And the sun rose and set as scheduled as the world continued to spin on its axis-

And my nails looked great.

Since “Freedom” Friday–the day I chose to do something for myself for no other reason than to make myself happy, my “Kyoto Pearl”-ed nails remind me that I am not merely a circling spoke in a great bureaucratic wheel. I am a real person, a woman, and a fabulous woman at that.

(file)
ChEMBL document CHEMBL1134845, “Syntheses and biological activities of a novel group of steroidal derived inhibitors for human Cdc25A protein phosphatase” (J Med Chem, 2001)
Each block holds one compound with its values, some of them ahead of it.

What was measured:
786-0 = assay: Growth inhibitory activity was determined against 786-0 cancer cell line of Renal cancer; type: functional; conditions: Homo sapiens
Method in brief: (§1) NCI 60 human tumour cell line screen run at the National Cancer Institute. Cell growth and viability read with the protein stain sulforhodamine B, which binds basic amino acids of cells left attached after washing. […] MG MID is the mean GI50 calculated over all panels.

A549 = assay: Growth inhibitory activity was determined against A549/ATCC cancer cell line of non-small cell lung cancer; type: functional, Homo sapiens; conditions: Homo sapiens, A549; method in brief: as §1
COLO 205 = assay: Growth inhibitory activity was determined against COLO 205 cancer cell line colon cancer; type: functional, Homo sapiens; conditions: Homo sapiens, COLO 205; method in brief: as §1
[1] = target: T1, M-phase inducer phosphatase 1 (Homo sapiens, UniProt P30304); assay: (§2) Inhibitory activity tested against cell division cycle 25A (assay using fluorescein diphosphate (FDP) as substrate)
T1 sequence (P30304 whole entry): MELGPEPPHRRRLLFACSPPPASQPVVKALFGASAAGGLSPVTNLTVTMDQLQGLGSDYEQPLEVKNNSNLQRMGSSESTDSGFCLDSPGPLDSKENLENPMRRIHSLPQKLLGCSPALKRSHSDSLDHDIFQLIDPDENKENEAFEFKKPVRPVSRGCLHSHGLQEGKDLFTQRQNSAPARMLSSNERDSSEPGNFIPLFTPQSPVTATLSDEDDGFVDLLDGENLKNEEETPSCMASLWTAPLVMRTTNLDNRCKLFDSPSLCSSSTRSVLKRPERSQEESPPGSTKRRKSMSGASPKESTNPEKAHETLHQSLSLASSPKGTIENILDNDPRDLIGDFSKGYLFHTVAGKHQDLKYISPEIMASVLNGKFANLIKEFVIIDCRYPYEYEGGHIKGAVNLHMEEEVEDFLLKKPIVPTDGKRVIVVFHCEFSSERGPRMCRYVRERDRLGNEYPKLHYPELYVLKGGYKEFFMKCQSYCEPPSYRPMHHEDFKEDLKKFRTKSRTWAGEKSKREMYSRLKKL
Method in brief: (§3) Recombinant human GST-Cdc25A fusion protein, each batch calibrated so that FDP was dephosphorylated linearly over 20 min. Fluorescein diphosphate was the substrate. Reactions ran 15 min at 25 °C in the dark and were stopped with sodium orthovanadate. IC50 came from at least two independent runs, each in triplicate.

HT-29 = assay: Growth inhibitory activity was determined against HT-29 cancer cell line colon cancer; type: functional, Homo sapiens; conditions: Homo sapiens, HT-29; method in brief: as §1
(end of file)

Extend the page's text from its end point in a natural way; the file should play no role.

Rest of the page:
Besides her Library of Congress career, Sara, or Sally, as her friends and family call her. is an accomplished singer, having performed as leads in operas such as Don Giovanni and The Marriage of Figaro. She also sang The National Anthem for a Washington Redskins game. As a season-ticket holder, that felt utterly fabulous. Sally has also spent a lifetime rescuing homeless and suffering cats and dogs.